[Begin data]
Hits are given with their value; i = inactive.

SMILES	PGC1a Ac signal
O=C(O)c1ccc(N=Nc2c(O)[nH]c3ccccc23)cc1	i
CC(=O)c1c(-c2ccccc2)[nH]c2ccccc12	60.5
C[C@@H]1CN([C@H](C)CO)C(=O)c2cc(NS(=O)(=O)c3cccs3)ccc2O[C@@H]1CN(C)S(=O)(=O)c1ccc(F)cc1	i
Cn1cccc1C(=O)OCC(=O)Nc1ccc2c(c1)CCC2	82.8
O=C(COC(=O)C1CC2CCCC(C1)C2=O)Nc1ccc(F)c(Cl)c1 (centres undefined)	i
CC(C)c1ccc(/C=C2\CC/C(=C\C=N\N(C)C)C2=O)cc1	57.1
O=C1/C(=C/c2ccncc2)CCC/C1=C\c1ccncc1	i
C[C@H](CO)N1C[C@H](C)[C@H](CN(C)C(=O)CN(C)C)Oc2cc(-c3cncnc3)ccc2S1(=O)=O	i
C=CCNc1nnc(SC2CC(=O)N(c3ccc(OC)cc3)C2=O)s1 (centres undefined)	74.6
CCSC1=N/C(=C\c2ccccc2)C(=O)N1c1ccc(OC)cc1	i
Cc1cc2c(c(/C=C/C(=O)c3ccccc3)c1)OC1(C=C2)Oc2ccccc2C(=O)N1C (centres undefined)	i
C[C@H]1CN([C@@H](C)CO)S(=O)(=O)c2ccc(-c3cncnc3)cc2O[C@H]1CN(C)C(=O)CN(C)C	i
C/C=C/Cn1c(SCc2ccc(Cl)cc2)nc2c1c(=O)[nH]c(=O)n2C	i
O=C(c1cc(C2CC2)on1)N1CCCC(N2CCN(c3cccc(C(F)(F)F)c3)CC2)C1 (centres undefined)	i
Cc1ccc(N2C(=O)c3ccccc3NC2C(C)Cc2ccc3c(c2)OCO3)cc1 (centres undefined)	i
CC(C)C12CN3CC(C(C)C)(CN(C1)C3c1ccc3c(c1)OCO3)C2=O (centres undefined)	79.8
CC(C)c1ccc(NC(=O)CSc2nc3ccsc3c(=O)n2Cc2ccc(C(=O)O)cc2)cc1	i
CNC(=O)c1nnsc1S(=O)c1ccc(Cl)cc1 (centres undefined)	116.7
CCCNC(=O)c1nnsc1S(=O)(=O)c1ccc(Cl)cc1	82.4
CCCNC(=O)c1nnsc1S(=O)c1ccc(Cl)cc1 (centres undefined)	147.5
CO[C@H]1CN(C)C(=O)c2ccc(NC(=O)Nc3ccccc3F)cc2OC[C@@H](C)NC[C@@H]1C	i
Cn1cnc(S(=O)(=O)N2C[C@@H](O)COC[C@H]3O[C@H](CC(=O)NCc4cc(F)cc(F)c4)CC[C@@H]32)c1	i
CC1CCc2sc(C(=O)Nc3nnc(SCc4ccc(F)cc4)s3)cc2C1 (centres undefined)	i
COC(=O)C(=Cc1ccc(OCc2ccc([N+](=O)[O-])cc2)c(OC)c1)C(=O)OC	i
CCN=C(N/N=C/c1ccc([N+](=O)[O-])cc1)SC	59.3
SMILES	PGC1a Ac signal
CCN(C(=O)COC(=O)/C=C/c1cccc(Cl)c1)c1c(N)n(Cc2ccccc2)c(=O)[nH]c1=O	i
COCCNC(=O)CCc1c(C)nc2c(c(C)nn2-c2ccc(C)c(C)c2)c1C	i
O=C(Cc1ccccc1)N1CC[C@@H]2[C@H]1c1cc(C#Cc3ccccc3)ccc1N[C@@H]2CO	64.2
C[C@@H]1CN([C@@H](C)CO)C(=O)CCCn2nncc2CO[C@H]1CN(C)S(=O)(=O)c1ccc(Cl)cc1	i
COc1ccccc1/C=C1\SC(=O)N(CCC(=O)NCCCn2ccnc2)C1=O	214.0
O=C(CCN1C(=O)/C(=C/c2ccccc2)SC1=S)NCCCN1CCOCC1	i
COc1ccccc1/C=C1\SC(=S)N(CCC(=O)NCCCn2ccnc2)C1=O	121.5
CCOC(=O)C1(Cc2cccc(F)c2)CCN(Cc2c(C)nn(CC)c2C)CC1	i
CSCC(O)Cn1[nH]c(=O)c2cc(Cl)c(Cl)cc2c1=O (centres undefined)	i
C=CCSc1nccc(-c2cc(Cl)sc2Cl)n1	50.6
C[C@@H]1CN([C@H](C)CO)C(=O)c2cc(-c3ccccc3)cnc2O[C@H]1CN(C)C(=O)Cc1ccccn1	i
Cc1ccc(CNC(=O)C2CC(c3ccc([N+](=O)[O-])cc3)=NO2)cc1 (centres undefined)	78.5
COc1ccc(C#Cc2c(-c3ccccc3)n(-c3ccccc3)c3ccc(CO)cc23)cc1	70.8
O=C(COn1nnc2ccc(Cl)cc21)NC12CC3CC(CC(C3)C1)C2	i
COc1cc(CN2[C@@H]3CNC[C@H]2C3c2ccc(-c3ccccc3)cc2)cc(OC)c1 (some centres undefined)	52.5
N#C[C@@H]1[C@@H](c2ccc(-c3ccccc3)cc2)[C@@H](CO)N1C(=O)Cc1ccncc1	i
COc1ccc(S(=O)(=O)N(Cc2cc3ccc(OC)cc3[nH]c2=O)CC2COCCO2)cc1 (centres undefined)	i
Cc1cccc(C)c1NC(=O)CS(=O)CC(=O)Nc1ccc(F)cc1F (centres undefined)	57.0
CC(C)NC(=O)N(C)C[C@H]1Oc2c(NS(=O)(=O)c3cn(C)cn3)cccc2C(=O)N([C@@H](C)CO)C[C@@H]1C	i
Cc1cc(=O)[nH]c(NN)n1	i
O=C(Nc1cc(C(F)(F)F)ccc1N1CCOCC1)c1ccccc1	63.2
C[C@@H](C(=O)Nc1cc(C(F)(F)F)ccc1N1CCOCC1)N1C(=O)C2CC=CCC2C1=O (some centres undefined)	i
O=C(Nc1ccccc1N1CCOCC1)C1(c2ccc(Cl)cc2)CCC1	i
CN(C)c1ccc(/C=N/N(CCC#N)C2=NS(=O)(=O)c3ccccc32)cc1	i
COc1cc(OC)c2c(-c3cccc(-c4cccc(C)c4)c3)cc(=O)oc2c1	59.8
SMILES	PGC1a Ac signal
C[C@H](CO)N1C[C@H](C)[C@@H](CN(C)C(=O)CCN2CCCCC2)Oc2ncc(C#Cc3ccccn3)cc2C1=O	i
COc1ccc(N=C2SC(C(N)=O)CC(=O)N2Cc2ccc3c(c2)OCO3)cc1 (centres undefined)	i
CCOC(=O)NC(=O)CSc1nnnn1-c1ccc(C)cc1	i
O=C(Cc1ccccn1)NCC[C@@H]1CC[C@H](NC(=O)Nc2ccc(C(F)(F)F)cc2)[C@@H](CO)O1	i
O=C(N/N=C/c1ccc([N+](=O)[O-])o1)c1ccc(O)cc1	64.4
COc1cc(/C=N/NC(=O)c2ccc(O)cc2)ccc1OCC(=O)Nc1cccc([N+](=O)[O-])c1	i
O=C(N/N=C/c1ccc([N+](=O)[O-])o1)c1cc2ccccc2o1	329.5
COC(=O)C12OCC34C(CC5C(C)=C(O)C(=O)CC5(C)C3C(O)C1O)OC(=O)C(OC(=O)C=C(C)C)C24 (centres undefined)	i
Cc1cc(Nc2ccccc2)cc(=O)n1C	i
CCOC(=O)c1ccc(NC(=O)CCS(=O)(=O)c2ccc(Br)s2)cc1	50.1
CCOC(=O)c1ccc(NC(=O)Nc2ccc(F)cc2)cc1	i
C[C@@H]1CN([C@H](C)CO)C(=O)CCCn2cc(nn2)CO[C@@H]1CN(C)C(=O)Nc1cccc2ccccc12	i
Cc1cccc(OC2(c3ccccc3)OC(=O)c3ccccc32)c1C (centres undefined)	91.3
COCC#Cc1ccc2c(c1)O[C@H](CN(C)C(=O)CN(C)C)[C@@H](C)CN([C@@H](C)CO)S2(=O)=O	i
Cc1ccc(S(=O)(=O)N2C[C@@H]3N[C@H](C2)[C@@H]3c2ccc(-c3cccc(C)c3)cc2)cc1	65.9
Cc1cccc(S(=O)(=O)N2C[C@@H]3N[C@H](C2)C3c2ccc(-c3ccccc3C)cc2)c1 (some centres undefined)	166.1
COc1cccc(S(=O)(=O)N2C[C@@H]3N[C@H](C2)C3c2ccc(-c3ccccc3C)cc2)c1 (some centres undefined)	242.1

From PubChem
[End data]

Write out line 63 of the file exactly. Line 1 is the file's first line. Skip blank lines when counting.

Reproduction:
Cc1cc(Nc2ccccc2)cc(=O)n1C	i